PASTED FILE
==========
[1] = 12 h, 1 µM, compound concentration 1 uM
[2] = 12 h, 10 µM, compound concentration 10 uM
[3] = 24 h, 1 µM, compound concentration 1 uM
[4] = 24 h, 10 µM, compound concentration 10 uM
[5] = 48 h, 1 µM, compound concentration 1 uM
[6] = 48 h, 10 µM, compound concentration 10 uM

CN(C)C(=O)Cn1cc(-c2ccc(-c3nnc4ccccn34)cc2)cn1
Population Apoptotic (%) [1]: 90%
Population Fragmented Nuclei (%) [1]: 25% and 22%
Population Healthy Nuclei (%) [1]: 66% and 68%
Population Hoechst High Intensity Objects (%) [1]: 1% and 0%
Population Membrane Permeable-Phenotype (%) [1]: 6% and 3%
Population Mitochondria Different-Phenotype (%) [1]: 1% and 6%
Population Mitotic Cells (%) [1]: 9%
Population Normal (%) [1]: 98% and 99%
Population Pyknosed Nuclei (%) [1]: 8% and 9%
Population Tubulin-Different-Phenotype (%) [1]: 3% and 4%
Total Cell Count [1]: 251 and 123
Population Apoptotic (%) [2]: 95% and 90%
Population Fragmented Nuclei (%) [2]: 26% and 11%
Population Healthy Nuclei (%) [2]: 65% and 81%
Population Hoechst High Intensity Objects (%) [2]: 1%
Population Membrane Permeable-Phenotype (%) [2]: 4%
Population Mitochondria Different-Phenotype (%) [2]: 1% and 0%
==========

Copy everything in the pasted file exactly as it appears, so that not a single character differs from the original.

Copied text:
[1] = 12 h, 1 µM, compound concentration 1 uM
[2] = 12 h, 10 µM, compound concentration 10 uM
[3] = 24 h, 1 µM, compound concentration 1 uM
[4] = 24 h, 10 µM, compound concentration 10 uM
[5] = 48 h, 1 µM, compound concentration 1 uM
[6] = 48 h, 10 µM, compound concentration 10 uM

CN(C)C(=O)Cn1cc(-c2ccc(-c3nnc4ccccn34)cc2)cn1
Population Apoptotic (%) [1]: 90%
Population Fragmented Nuclei (%) [1]: 25% and 22%
Population Healthy Nuclei (%) [1]: 66% and 68%
Population Hoechst High Intensity Objects (%) [1]: 1% and 0%
Population Membrane Permeable-Phenotype (%) [1]: 6% and 3%
Population Mitochondria Different-Phenotype (%) [1]: 1% and 6%
Population Mitotic Cells (%) [1]: 9%
Population Normal (%) [1]: 98% and 99%
Population Pyknosed Nuclei (%) [1]: 8% and 9%
Population Tubulin-Different-Phenotype (%) [1]: 3% and 4%
Total Cell Count [1]: 251 and 123
Population Apoptotic (%) [2]: 95% and 90%
Population Fragmented Nuclei (%) [2]: 26% and 11%
Population Healthy Nuclei (%) [2]: 65% and 81%
Population Hoechst High Intensity Objects (%) [2]: 1%
Population Membrane Permeable-Phenotype (%) [2]: 4%
Population Mitochondria Different-Phenotype (%) [2]: 1% and 0%